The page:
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Facebook Introduces Free Online Education Programme in The US

The "We do" module lets educators and students learn together. And the "You do" is designed to help students practice their new skills

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Australia recommends strengthening regulation of Facebook, Google. Pixabay
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Facebook has launched in the US free online education programme CodeFWDTo to increase the numbers of underrepresented and female students interested in pursuing computer programming.

“We’re working on a number of initiatives like CodeFWD to widen the pipeline of diverse talent studying computer science so the next generation of tech innovators reflects and incorporates diverse perspectives, building a future that benefits us all,” Lauryn Ogbechie, Education Partnerships Director at Facebook, said in a statement on Tuesday.

Created in partnership with connected toys maker Sphero, CodeFWD by Facebook, has been designed for both English and Spanish speakers.

It is a three-step programme where educators and organisations introduce computer programming to 4th to 8th grade students.

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Facebook App on a smartphone device. (VOA)

With the first module “I do”, CodeFWD prepares educators to introduce the basics of computer programming to their students, even as they may be discovering the concepts themselves.

The “We do” module lets educators and students learn together. And the “You do” is designed to help students practice their new skills.

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“After completing these three steps, educators who want to continue developing their students’ coding skills using a tangible, hands-on product can apply to earn a free classroom set of programmable robots from our partners at Sphero,” Ogbechie said. (IANS)

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Australia Proposes To Strengthen Regulations of Facebook, Google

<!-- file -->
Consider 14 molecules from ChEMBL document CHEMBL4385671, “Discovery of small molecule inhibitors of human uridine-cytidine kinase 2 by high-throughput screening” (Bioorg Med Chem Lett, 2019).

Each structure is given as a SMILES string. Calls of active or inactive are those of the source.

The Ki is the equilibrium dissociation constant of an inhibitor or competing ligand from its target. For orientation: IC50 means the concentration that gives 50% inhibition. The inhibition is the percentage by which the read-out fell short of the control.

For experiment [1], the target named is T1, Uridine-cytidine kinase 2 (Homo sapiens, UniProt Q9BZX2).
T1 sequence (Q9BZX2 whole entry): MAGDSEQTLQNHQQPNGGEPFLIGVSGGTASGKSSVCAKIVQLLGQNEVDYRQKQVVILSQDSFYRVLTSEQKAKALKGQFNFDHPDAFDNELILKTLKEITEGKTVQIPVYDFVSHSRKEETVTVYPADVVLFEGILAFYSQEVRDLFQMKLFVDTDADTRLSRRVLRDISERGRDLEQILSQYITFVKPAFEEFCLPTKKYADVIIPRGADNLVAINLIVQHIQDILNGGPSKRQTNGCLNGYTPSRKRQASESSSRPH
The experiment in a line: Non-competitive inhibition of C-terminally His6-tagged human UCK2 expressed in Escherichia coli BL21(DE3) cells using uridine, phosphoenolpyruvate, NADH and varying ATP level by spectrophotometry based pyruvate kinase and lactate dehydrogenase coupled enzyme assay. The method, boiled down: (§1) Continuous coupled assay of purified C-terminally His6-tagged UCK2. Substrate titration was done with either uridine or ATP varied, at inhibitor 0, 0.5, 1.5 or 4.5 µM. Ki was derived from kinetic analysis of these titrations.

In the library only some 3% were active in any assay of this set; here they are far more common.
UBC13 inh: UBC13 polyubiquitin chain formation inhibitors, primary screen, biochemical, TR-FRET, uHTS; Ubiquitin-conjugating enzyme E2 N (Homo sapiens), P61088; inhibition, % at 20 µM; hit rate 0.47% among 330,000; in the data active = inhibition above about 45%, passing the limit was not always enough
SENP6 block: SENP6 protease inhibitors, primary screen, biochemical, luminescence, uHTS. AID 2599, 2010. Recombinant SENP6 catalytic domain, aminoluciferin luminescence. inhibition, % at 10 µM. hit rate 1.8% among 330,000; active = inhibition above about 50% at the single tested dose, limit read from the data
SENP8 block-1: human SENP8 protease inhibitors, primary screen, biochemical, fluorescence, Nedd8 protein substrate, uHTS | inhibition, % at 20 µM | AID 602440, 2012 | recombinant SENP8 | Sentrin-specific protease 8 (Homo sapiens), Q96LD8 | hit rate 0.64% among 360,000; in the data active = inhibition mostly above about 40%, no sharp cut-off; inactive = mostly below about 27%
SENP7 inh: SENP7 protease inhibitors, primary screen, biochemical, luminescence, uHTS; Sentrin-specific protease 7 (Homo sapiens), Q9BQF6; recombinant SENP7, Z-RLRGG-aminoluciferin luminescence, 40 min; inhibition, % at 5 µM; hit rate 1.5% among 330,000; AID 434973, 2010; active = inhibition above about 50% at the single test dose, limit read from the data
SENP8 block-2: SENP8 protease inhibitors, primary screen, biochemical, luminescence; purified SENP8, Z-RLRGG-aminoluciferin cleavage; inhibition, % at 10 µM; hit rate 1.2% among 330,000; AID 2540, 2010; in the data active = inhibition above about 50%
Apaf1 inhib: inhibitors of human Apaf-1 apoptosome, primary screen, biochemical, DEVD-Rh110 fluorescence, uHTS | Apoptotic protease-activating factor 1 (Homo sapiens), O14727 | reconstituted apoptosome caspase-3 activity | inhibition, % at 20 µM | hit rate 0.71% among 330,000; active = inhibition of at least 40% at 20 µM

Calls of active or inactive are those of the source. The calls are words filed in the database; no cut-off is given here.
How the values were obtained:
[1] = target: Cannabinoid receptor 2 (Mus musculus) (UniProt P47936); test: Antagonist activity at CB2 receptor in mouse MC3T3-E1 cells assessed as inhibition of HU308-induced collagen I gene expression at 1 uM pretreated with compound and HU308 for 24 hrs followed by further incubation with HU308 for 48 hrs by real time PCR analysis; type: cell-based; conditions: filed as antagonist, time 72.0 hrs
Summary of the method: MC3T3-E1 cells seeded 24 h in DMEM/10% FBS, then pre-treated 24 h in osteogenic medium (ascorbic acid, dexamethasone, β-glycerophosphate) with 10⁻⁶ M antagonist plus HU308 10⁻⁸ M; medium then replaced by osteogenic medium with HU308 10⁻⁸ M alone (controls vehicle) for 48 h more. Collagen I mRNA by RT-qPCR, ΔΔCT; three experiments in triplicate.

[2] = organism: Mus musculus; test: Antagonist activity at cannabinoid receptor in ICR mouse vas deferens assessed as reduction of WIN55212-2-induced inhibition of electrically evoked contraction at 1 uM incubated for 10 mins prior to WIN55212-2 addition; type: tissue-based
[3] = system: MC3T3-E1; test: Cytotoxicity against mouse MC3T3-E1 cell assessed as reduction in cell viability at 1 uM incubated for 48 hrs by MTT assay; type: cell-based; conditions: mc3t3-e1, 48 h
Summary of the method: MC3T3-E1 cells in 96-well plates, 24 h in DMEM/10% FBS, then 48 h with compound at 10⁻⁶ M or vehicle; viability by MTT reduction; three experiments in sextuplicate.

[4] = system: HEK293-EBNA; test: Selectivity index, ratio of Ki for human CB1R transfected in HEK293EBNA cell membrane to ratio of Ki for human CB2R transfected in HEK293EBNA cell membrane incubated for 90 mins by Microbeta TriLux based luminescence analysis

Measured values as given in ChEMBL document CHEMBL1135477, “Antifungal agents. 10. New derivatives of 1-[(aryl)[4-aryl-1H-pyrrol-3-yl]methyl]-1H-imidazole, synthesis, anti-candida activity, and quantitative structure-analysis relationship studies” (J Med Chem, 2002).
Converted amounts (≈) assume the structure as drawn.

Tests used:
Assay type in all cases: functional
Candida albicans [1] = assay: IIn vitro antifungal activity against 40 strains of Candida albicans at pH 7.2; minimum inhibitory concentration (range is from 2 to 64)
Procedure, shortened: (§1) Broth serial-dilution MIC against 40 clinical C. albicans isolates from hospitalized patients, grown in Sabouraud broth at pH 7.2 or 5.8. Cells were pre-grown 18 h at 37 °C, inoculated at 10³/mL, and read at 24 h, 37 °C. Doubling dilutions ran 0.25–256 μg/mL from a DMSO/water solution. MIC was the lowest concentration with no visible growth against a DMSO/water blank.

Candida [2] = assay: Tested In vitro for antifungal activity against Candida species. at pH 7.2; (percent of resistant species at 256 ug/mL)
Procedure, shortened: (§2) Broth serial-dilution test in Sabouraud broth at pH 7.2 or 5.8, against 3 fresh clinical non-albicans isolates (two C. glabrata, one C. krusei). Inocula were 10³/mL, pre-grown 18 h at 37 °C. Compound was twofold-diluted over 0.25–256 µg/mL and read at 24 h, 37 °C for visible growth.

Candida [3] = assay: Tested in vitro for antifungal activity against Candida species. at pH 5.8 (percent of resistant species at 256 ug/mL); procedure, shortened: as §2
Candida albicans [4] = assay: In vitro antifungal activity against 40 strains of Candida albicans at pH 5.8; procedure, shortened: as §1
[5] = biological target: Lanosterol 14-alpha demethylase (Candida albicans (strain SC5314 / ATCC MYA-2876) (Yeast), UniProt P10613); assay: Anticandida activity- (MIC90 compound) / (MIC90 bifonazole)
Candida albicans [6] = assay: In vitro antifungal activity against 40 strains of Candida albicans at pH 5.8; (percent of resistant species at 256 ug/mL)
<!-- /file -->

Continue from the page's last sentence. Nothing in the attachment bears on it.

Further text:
Facebook has 17 million monthly users in Australia -- 68 per cent of its population -- while Instagram, second most popular site in terms of users - which is owned by Facebook, has 11 million users

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Australia recommends strengthening regulation of Facebook, Google. Pixabay

The Australian Competition and Consumer Commission (ACCC) on Monday proposed measures to counter the dominant market positions of Google and Facebook and strengthen monitoring on their access to information, advertising and consumers personal data.

The regulatory body, which recommended 11 preliminary measures in the report, was directed to conduct a public inquiry into the impact of digital search engines, social media platforms and other digital content in 2017 by then treasurer and current Prime Minister Scott Morrison.

“Acting as an intermediary between consumers and news outlets, platforms are inherently influential in shaping consumers’ choices of digital journalism,” said the report cited by Efe news.

This influential position and filtration of news items could place the consumer in a so-called filter bubble, increasing the risk of consumers being exposed to unreliable news, according to the report.

“The algorithms operated by each of Google and Facebook, as well as other policies, determine which content is surfaced and displayed to consumers in news feed and search results,” it said.

“The ACCC considers that the strong market position of digital platforms like Google and Facebook justifies a greater level of regulatory oversight,” Chair Rod Sims said.

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Facebook, social media. Pixabay

The commission called for the creation of a regulatory authority with powers to monitor these digital platforms and recommended establishing an automatic mechanism to take down content that violates copyright.

The ACCC said consumers should be informed about the manner in which these platforms collect and use their data to create personalized advertising.

This would include a reform of privacy laws to require the user’s express consent to data collection and “enable consumers to require erasure of their personal information where they have withdrawn their consent”.

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ACCC said that it found that “competition may have been distorted in multiple sectors where consumer data is used”.

Facebook has 17 million monthly users in Australia — 68 per cent of its population — while Instagram, second most popular site in terms of users – which is owned by Facebook, has 11 million users.

In 2017, Google registered 90 per cent of search traffic originating from Australian desktops and 98 per cent from mobile phones. (IANS)